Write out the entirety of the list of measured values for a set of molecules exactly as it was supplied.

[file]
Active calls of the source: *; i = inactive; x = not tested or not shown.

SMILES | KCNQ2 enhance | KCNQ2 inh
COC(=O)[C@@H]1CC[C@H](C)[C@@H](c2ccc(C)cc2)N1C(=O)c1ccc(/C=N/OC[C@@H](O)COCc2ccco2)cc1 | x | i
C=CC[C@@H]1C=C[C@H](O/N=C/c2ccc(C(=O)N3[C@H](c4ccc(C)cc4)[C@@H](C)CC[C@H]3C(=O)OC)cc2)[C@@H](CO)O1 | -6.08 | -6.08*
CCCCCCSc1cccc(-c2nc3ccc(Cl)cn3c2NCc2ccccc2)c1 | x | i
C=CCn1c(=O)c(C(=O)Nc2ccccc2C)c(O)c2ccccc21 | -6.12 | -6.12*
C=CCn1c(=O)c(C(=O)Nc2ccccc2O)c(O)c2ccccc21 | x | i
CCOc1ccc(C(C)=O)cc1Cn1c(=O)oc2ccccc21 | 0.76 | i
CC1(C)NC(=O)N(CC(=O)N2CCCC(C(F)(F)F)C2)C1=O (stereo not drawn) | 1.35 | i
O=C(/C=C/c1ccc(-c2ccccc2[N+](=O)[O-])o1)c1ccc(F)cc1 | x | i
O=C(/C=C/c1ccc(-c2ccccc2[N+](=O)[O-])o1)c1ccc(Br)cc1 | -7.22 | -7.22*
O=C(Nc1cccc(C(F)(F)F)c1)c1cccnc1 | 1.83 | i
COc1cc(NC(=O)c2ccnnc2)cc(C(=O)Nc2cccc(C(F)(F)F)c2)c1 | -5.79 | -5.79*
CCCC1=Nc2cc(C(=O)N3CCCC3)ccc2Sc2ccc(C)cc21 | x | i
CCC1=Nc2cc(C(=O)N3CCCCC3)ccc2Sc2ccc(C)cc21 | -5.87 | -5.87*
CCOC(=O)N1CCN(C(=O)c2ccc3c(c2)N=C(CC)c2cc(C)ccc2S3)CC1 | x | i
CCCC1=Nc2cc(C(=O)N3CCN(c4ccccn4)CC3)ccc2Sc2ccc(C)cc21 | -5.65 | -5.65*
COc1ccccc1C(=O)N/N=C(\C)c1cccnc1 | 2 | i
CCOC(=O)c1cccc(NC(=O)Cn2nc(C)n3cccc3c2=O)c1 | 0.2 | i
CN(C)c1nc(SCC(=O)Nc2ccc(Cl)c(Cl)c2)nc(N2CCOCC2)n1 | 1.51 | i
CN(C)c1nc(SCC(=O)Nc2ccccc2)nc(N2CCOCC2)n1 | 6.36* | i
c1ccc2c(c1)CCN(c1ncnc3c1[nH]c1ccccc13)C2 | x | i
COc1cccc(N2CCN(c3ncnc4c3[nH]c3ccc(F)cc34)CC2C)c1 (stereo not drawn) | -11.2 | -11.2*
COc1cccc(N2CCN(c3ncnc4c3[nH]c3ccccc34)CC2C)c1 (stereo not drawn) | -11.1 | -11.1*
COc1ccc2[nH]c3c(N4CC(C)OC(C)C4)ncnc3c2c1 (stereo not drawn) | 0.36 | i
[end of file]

Active calls of the source: *; i = inactive; x = not tested or not shown.

SMILES | KCNQ2 enhance | KCNQ2 inh
COC(=O)[C@@H]1CC[C@H](C)[C@@H](c2ccc(C)cc2)N1C(=O)c1ccc(/C=N/OC[C@@H](O)COCc2ccco2)cc1 | x | i
C=CC[C@@H]1C=C[C@H](O/N=C/c2ccc(C(=O)N3[C@H](c4ccc(C)cc4)[C@@H](C)CC[C@H]3C(=O)OC)cc2)[C@@H](CO)O1 | -6.08 | -6.08*
CCCCCCSc1cccc(-c2nc3ccc(Cl)cn3c2NCc2ccccc2)c1 | x | i
C=CCn1c(=O)c(C(=O)Nc2ccccc2C)c(O)c2ccccc21 | -6.12 | -6.12*
C=CCn1c(=O)c(C(=O)Nc2ccccc2O)c(O)c2ccccc21 | x | i
CCOc1ccc(C(C)=O)cc1Cn1c(=O)oc2ccccc21 | 0.76 | i
CC1(C)NC(=O)N(CC(=O)N2CCCC(C(F)(F)F)C2)C1=O (stereo not drawn) | 1.35 | i
O=C(/C=C/c1ccc(-c2ccccc2[N+](=O)[O-])o1)c1ccc(F)cc1 | x | i
O=C(/C=C/c1ccc(-c2ccccc2[N+](=O)[O-])o1)c1ccc(Br)cc1 | -7.22 | -7.22*
O=C(Nc1cccc(C(F)(F)F)c1)c1cccnc1 | 1.83 | i
COc1cc(NC(=O)c2ccnnc2)cc(C(=O)Nc2cccc(C(F)(F)F)c2)c1 | -5.79 | -5.79*
CCCC1=Nc2cc(C(=O)N3CCCC3)ccc2Sc2ccc(C)cc21 | x | i
CCC1=Nc2cc(C(=O)N3CCCCC3)ccc2Sc2ccc(C)cc21 | -5.87 | -5.87*
CCOC(=O)N1CCN(C(=O)c2ccc3c(c2)N=C(CC)c2cc(C)ccc2S3)CC1 | x | i
CCCC1=Nc2cc(C(=O)N3CCN(c4ccccn4)CC3)ccc2Sc2ccc(C)cc21 | -5.65 | -5.65*
COc1ccccc1C(=O)N/N=C(\C)c1cccnc1 | 2 | i
CCOC(=O)c1cccc(NC(=O)Cn2nc(C)n3cccc3c2=O)c1 | 0.2 | i
CN(C)c1nc(SCC(=O)Nc2ccc(Cl)c(Cl)c2)nc(N2CCOCC2)n1 | 1.51 | i
CN(C)c1nc(SCC(=O)Nc2ccccc2)nc(N2CCOCC2)n1 | 6.36* | i
c1ccc2c(c1)CCN(c1ncnc3c1[nH]c1ccccc13)C2 | x | i
COc1cccc(N2CCN(c3ncnc4c3[nH]c3ccc(F)cc34)CC2C)c1 (stereo not drawn) | -11.2 | -11.2*
COc1cccc(N2CCN(c3ncnc4c3[nH]c3ccccc34)CC2C)c1 (stereo not drawn) | -11.1 | -11.1*
COc1ccc2[nH]c3c(N4CC(C)OC(C)C4)ncnc3c2c1 (stereo not drawn) | 0.36 | i